Why Declarativas?

Comparisons

Summary

Here I will show a comparison between raw canvas, declarativas without jsx, and with jsx, using a function that will render a rotating 20x20 square centered on 100,100 in the canvas.

Declarativas Goals

One thing to note is declarativas isn't meant to make canvas programs shorter. While custom components can be made to manage multiple canvas calls, the main goal is to make canvas more approachable to the React generation of javascript developers. Thinking about canvas in terms of components makes things easier to manage, and using a virtual canvas operations (similar to virtual dom), it is far easier to test your canvas application and have predictable output, as well as build logical hierarchies.

Raw Canvas

const ctx = document.querySelector('canvas').getContext('2d');
​
const render = (lastTimestamp, angle) => (timestamp) => {
const delta = lastTimestamp
? (timestamp - lastTimestamp) / 1000
: 0;
​
ctx.save();
ctx.clearRect(0, 0, ctx.canvas.width, ctx.canvas.height);
ctx.translate(100, 100);
ctx.rotate(angle * Math.PI / 180);
ctx.fillStyle = 'blue';
ctx.fillRect(-10, -10, 20, 20);
ctx.restore();
requestAnimationFrame(render(timestamp, angle + (10 * delta)));
}
​
requestAnimationFrame(render(null, 0));

Pros

  • No extra learning on top of the canvas API
  • Shortest program

Cons

  • No meaningful relationship between calls
    • save does not imply a later restore
    • A lack of hierarchy makes it non-obvious what mutations to the canvas state require the save and restore
  • No community consensus on how to build drawing components
  • Arguments to some functions are non-obvious

Declarativas without JSX

import { render, c, components } from 'declarativas';
const { RevertableState, Rect } = components;
​
const ctx = document.querySelector('canvas').getContext('2d');
​
const render = (lastTimestamp, angle) => (timestamp) => {
const delta = lastTimestamp
? (timestamp - lastTimestamp) / 1000
: 0;
render(
ctx,
[
c('clearRect', { x: 0, y: 0, width: ctx.canvas.width, ctx.canvas.height }),
c(RevertableState, {}, [
c('translate', { x: 100, y: 100 }),
c('rotate', { value: angle * Math.PI / 180 }),
c(Rect, { x: -10, y: -10, width: 20, height: 20, fill: 'blue' }),
]),
]
);
requestAnimationFrame(render(timestamp, angle + (10 * delta)));
}
​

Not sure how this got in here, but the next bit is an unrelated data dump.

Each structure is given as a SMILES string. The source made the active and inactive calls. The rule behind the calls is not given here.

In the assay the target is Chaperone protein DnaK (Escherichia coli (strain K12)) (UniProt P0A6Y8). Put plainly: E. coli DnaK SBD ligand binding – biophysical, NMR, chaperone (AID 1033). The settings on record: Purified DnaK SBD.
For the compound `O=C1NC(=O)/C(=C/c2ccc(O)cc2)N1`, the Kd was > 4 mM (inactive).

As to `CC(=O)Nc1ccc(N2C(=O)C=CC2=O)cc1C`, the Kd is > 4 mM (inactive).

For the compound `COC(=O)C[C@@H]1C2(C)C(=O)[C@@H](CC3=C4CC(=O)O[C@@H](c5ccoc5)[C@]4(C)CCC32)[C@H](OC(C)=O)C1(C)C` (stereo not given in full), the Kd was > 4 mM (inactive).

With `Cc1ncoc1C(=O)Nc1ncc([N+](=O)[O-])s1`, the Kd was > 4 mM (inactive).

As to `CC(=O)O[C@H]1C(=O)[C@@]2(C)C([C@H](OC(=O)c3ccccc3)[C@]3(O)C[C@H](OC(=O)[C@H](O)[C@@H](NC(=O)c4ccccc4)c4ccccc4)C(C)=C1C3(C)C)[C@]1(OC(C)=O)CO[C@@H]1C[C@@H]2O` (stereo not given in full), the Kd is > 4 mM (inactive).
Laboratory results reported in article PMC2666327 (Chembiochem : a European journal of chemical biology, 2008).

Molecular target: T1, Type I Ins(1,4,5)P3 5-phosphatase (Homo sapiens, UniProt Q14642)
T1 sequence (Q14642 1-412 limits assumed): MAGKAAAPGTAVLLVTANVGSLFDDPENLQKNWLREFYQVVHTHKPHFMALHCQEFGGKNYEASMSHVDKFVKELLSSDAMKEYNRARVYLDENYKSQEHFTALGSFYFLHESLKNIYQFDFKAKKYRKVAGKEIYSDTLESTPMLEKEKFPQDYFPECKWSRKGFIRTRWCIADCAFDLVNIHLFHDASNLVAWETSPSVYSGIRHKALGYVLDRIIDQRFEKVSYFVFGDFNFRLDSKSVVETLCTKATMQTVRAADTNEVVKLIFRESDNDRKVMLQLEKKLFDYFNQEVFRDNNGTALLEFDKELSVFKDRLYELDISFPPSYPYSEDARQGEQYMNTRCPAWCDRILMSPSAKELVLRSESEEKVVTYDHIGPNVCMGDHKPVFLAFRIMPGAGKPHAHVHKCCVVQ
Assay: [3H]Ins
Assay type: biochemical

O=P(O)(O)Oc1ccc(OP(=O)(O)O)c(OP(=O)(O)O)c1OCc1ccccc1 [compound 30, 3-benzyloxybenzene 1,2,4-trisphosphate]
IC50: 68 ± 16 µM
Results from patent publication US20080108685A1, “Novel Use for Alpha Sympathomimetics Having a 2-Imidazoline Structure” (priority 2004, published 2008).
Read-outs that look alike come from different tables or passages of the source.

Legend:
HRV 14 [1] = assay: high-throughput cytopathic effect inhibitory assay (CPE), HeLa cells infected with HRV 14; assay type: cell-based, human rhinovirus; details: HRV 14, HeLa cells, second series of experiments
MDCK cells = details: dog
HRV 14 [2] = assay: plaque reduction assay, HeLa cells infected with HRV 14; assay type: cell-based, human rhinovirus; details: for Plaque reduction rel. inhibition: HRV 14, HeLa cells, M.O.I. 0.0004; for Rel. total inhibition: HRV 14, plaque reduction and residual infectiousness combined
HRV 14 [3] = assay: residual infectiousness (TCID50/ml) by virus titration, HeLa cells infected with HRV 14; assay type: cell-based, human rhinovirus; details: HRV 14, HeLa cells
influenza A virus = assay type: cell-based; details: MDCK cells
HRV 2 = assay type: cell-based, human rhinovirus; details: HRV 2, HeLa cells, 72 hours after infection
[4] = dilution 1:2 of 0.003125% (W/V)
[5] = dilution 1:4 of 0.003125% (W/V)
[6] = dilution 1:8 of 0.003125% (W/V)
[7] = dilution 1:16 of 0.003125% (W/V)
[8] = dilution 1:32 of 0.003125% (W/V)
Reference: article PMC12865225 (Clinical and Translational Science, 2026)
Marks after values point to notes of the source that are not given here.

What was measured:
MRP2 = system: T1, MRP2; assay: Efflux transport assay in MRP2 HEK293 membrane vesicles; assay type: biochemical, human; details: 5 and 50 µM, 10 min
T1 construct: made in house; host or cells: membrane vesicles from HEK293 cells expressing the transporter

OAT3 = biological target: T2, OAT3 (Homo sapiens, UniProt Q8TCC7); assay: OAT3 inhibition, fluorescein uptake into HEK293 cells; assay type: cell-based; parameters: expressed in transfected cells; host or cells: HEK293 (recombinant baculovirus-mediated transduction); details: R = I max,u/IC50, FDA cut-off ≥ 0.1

requestAnimationFrame(render(null, 0));

Pros

  • Hierarchy of drawing operations
  • Clear distinction of drawing code from logic
  • Named parameters
  • Declarative components can make the code easier to debug and test

Cons

  • The c function can look awkward
  • More code
  • Adds dependency
  • Could feel foreign

Declarativas with JSX

/** @jsx c */
import { render, c, components } from 'declarativas';
const { RevertableState, Rect } = components;
​
const ctx = document.querySelector('canvas').getContext('2d');
​
const render = (lastTimestamp, angle) => (timestamp) => {
const delta = lastTimestamp
? (timestamp - lastTimestamp) / 1000
: 0;
render(
ctx,
<g>
<clearRect x={0} y={0} width={ctx.canvas.width} height={ctx.canvas.height} />
<RevertableState>
<translate x={100} y={100} />
<rotate value={angle * Math.PI / 180} />
<Rect x={-10} y={-10} width={20} height={20} fill="blue />
</RevertableState>
</g>
);
requestAnimationFrame(render(timestamp, angle + (10 * delta)));
}
​
requestAnimationFrame(render(null, 0));

Pros

  • Hierarchy of drawing operations
  • Clear distinction of drawing code from logic
  • Named parameters
  • Declarative components can make the code easier to debug and test
  • Higher familiarity to the code (from the perspective of React) because of the JSX transform used for operations

Cons

  • More code
  • Adds dependency
  • Could feel foreign

TL;DR

If you want a very lean bare-metal canvas experience, there is nothing distinctly wrong with the javascript API for CanvasContext2d. If you want a more manageable code-base that uses a lot of canvas, I do think declarativas has a well defined use. I personally enjoy the way I can draw with declarativas, and hope you would try it and see the difference.